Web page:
Transcranial Magnetic Stimulation in Depression

2014-07-24 09:34:30 | BioPortfolio


The study examines efficacy of repetitive transcranial magnetic stimulation in treating severely depressed patients who are medicated.


Medicated, treatment resistant, depressed patients are randomized to active or sham repetitive transcranial magnetic stimulation (rTMS). Responding patients go into a six months follow-up period.

Study Design

Allocation: Randomized, Control: Placebo Control, Endpoint Classification: Efficacy Study, Intervention Model: Crossover Assignment, Masking: Single Blind, Primary Purpose: Treatment




repetitive transcranial magnetic stimulation


VA Connecticut Healthcare System
West Haven
United States




Department of Veterans Affairs

Results (where available)

View Results


Published on BioPortfolio: 2014-07-24T09:34:30-0400

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Medical and Biotech [MESH] Definitions

The electrical response evoked in a muscle or motor nerve by electrical or magnetic stimulation. Common methods of stimulation are by transcranial electrical and TRANSCRANIAL MAGNETIC STIMULATION. It is often used for monitoring during neurosurgery.

A technique that involves the use of electrical coils on the head to generate a brief magnetic field which reaches the CEREBRAL CORTEX. It is coupled with ELECTROMYOGRAPHY response detection to assess cortical excitability by the threshold required to induce MOTOR EVOKED POTENTIALS. This method is also used for BRAIN MAPPING, to study NEUROPHYSIOLOGY, and as a substitute for ELECTROCONVULSIVE THERAPY for treating DEPRESSION. Induction of SEIZURES limits its clinical usage.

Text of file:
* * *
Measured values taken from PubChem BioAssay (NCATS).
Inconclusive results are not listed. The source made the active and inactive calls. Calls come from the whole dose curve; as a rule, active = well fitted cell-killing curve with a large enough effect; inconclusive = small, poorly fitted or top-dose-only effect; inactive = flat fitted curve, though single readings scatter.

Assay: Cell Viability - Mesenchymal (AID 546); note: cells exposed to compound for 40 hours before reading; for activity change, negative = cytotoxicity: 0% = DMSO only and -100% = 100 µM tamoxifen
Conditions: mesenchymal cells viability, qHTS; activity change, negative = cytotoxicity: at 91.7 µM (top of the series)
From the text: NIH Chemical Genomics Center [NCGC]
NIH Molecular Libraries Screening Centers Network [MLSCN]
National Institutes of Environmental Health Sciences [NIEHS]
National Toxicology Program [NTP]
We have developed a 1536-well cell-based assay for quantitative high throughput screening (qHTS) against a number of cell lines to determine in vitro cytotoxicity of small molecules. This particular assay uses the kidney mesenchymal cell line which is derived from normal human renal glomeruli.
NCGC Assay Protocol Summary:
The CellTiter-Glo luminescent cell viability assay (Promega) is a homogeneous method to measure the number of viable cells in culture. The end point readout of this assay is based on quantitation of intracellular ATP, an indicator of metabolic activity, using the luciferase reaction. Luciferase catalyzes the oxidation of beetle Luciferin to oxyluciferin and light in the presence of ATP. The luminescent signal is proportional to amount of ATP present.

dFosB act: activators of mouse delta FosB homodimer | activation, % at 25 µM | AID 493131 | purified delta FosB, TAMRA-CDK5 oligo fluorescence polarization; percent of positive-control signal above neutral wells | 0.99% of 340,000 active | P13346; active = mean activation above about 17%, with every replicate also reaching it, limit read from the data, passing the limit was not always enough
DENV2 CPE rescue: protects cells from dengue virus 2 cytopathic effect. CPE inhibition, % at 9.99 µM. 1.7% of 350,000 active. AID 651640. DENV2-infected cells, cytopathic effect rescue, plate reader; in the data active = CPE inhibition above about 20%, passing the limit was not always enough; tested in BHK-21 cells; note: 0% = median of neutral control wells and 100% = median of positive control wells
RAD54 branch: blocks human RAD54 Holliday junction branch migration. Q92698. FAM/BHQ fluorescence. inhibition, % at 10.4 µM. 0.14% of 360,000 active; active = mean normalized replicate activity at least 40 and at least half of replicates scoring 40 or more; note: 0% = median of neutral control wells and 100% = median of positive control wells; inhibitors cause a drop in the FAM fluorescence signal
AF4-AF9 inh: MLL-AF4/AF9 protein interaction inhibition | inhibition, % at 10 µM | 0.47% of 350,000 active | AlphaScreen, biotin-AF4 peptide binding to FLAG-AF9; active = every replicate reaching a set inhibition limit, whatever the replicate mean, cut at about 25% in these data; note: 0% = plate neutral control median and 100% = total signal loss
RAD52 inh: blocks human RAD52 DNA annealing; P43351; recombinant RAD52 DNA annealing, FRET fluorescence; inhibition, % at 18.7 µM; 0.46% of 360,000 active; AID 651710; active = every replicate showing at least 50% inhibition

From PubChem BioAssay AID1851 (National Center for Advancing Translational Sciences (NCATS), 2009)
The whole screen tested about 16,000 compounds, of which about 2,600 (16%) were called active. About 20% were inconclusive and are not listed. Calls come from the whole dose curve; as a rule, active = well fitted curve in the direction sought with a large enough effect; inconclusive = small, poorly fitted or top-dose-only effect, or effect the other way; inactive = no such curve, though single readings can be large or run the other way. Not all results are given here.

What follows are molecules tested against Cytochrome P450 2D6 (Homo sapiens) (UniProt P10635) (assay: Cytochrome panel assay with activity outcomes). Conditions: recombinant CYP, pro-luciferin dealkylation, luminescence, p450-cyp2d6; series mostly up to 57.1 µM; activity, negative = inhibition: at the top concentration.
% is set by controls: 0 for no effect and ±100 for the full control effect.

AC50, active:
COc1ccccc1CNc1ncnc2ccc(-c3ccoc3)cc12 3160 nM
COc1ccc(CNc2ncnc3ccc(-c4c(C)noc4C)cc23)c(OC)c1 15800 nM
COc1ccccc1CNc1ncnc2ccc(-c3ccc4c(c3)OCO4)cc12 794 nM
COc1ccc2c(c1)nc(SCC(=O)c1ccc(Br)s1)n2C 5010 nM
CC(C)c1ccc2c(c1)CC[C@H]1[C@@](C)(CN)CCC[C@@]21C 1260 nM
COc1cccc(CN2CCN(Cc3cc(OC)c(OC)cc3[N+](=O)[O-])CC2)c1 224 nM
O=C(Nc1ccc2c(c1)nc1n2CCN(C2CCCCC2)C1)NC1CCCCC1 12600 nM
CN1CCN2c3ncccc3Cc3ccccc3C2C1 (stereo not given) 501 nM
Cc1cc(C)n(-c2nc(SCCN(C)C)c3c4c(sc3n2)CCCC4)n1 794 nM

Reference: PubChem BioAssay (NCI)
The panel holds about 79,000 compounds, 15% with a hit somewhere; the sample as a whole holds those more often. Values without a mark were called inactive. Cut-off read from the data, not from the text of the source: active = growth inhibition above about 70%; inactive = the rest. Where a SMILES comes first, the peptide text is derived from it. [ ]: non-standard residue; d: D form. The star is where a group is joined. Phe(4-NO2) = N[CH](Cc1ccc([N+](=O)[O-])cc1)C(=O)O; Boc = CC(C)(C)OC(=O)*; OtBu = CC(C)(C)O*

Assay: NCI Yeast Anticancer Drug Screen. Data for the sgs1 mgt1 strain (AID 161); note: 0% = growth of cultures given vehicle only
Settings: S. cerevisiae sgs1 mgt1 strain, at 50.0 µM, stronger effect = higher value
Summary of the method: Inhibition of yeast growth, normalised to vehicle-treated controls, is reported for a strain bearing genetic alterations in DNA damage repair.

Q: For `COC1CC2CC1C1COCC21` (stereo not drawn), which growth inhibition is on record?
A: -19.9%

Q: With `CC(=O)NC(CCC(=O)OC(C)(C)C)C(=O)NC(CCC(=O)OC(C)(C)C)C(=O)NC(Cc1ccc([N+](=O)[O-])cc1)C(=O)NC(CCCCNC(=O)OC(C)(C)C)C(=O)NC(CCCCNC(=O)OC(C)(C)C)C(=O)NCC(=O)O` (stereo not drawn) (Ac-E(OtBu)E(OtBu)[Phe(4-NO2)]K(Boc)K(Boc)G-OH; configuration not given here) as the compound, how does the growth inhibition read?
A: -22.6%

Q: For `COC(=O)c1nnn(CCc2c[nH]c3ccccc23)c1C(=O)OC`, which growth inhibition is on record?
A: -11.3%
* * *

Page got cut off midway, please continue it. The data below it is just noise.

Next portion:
A persistent activity-dependent decrease in synaptic efficacy between NEURONS. It typically occurs following repeated low-frequency afferent stimulation, but it can be induced by other methods. Long-term depression appears to play a role in MEMORY.

Decompression external to the body, most often the slow lessening of external pressure on the whole body (especially in caisson workers, deep sea divers, and persons who ascend to great heights) to prevent DECOMPRESSION SICKNESS. It includes also sudden accidental decompression, but not surgical (local) decompression or decompression applied through body openings.

Depression in POSTPARTUM WOMEN, usually within four weeks after giving birth (PARTURITION). The degree of depression ranges from mild transient depression to neurotic or psychotic depressive disorders. (From DSM-IV, p386)

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